Tuesday, October 29, 2013

Who's against safe jobs?

From the Daily News:

Big real estate developers, affordable housing builders and minority activists are teaming up to fight a Council bill they say will stymie local employment and economic development in the outer boroughs.

The bill, known as the Safe Jobs Act, would require all projects receiving $1 million or more in city subsidies or tax benefits to be built using state-certified apprenticeship programs.

Such programs are operated by the city's powerful construction unions — and the development coalition fears mandated apprenticeships would block minority contractors and local workers without ties to the unions.

“Minority firms are small and would be unable to devote the time and resources necessary to create approved programs," said Hazel Dukes, president of the NAACP state conference. "They will be effectively barred from participating in city-sponsored projects."

The apprenticeship programs will ensure safer construction practices on these projects, supporters say.

The bill, introduced by Councilwoman Diana Reyna (D-Brooklyn), comes amidst a big push by union workers for a share of outer borough projects.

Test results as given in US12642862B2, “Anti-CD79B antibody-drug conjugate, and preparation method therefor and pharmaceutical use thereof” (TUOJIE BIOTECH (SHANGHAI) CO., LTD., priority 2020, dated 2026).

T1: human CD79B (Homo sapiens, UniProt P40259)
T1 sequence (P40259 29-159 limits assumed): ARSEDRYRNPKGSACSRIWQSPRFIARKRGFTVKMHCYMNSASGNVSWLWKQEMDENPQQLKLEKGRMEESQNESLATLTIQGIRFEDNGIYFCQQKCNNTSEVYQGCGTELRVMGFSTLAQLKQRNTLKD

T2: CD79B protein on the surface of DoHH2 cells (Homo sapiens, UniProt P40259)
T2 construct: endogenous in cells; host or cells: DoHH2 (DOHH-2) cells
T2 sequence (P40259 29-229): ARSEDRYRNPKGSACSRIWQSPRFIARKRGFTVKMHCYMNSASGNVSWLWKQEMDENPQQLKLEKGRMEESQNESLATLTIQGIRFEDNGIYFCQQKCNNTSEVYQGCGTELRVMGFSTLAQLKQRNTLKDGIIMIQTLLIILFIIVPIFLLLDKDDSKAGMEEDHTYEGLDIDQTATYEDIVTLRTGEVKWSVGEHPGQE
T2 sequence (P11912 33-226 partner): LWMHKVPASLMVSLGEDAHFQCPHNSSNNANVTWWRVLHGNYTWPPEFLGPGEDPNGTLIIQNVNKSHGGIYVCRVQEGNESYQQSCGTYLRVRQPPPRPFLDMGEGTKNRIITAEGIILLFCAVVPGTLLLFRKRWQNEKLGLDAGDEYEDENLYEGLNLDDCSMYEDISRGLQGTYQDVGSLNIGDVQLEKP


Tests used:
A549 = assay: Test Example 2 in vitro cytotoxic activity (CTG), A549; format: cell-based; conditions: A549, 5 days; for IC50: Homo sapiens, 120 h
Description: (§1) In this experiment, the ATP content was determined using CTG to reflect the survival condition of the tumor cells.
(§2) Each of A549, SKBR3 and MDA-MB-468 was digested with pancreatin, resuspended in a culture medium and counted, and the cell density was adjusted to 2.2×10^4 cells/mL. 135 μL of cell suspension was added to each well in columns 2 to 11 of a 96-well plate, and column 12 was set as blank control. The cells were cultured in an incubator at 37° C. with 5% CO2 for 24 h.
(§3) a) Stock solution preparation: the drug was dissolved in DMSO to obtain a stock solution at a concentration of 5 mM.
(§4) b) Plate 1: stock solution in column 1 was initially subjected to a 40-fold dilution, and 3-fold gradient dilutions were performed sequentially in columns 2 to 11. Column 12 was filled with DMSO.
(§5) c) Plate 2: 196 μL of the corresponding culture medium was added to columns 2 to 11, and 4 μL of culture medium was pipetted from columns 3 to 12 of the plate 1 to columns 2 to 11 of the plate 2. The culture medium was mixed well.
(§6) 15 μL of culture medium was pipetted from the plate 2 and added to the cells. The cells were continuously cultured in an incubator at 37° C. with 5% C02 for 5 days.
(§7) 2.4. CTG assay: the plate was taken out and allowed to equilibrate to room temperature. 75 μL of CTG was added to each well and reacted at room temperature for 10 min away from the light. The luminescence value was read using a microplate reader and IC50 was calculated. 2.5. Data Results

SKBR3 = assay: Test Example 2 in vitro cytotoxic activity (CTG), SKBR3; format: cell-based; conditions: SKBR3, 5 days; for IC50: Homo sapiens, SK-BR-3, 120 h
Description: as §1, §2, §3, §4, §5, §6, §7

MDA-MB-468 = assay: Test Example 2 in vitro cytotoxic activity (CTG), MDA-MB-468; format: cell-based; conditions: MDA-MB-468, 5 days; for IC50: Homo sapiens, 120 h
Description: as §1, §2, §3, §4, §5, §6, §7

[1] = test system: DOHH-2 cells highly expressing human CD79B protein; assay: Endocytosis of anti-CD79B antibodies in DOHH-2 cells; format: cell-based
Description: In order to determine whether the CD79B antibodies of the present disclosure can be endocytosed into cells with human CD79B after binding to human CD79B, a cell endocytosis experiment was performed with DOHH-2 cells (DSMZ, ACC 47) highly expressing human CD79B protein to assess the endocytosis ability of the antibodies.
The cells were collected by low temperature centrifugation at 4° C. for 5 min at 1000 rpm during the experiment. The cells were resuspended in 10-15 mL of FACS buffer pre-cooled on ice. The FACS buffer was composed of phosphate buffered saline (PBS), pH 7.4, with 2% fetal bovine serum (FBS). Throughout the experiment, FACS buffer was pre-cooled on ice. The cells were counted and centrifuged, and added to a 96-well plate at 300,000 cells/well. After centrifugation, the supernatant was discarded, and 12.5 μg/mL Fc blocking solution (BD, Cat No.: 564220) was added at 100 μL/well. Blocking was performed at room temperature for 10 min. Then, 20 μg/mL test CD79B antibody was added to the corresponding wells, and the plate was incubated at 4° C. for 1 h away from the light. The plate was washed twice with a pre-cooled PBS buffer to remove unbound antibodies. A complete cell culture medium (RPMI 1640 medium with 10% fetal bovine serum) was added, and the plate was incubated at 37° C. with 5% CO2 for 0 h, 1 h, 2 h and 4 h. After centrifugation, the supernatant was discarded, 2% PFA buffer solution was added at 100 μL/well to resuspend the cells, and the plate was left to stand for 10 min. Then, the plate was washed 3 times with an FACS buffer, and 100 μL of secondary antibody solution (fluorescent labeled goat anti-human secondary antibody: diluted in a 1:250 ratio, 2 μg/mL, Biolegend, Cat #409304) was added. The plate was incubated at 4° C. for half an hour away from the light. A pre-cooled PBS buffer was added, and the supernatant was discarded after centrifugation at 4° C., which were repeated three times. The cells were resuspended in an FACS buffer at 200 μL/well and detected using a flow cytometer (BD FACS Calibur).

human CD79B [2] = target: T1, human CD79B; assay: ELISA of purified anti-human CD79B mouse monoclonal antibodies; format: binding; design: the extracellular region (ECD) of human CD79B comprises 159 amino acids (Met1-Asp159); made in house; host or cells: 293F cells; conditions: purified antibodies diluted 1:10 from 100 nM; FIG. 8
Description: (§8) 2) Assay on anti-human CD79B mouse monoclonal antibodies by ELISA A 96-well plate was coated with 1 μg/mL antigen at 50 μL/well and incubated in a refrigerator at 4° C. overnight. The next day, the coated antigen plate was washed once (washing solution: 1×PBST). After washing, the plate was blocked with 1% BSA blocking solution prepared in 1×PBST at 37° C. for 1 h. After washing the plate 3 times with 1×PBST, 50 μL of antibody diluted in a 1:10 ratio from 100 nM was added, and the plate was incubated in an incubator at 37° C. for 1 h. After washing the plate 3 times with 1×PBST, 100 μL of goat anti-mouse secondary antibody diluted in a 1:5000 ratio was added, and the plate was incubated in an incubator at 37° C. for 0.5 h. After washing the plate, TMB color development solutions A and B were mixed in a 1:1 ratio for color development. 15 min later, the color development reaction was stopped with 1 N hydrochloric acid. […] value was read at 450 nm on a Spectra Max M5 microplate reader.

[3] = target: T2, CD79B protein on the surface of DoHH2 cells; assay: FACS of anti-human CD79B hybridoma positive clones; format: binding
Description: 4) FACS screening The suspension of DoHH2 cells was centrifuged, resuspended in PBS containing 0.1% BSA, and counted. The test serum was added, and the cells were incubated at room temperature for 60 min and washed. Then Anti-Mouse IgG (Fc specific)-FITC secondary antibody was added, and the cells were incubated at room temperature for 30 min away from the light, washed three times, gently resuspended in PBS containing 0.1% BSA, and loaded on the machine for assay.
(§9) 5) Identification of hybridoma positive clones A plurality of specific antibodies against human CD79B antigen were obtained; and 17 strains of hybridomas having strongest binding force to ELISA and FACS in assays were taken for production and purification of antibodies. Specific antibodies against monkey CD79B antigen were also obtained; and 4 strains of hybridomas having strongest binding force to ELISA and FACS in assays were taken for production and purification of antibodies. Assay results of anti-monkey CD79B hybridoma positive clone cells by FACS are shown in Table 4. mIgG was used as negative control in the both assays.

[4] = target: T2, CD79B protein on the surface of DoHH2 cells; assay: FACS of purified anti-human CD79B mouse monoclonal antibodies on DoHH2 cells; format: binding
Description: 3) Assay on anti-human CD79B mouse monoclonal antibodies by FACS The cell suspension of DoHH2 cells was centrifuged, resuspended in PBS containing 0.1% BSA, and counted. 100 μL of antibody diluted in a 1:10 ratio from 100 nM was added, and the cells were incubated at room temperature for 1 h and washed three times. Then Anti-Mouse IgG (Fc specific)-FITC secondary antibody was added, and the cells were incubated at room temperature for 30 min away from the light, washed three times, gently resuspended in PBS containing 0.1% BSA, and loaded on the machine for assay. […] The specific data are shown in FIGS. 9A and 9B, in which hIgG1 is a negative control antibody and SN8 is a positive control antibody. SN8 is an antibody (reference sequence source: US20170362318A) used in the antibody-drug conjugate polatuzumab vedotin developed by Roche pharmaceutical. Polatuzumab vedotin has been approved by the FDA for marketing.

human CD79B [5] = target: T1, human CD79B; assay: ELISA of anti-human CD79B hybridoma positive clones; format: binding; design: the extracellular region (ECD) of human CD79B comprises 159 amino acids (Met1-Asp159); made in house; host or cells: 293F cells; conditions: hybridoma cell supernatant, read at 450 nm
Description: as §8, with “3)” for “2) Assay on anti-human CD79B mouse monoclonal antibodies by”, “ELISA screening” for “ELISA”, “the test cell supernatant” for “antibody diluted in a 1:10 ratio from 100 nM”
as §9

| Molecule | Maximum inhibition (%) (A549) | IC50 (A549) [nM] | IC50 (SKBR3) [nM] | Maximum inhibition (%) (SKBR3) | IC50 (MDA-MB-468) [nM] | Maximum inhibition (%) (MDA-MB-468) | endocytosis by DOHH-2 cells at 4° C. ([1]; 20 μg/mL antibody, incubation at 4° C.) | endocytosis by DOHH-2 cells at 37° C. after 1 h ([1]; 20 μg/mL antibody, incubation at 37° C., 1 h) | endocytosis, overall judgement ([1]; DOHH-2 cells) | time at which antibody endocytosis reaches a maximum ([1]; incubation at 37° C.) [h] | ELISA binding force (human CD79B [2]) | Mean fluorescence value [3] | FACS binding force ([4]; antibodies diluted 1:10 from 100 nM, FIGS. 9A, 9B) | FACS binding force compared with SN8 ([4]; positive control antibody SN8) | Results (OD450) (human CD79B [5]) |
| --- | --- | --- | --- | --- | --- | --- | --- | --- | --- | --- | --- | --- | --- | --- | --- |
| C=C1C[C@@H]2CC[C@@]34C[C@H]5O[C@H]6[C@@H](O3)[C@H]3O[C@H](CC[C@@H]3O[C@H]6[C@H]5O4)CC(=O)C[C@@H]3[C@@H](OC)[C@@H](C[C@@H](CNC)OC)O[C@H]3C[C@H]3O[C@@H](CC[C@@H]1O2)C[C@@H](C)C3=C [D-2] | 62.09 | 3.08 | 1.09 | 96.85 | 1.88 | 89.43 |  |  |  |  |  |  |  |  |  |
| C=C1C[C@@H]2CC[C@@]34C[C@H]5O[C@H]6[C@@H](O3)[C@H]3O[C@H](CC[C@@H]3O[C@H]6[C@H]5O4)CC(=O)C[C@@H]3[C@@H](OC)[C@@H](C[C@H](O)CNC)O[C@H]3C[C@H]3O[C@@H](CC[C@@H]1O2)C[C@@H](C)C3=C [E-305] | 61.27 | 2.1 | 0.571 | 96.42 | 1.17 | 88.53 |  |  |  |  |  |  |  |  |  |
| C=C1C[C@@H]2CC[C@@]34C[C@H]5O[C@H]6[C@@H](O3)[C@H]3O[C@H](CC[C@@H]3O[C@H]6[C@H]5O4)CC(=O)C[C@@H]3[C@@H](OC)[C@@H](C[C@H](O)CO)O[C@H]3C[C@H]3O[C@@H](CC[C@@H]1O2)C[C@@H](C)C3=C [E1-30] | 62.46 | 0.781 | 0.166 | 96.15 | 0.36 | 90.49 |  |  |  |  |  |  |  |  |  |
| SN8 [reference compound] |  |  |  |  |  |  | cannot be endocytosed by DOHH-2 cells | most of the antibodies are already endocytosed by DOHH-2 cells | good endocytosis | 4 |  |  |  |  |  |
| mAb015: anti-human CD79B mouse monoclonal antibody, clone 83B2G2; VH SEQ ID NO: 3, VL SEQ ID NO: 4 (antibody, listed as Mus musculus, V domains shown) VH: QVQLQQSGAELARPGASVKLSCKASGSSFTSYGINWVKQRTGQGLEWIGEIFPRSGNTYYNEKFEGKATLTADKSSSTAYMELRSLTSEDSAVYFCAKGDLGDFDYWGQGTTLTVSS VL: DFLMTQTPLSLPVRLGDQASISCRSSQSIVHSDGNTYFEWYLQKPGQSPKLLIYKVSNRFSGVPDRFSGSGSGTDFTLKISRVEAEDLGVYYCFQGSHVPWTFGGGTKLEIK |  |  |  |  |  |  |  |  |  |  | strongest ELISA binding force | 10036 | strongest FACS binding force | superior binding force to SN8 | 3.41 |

Anonymous said...

We've all been to Community Board meetings where big unions use their union workforce to shout down citizens who are opposed to overdevelopment in our neighborhoods. Most of these folks don't even live in our Communities. The Contruction unions made their beds let them lay in it!

Anonymous said...

To the first poster:

So where is your councilman, community newspaper, community board members?

The only way those union goons can shut down the community is for the people listed in the above sentence enables this to happen.

You cannot fight a union guy from Orange, but you can go hammer and tongs against your neighbor that lets it happen.

Buck up bunkie and fight the bastards in your backyard.

Liman said...

Crappy, you hit the nail on the head. It's very difficult for a non-union contractor to have a state-approved apprenticeship program. It's a lot of money and effort, and most companies just don't have the capacity to do it. BUT, if you're a union contractor, you write a relatively small check to the union once a month and you can claim you're in the union's apprenticeship program - even if you never train anyone to do anything.

We used to call this a fugazy in the old country. "Apprenticeship" does not equal "safety."

But, if you call an undemocratic law a "safety law," then who can oppose it?

Like the unions pushed the "Employee Free Choice Act" a few years ago... it would have taken away employees' right to vote. But it sounded good.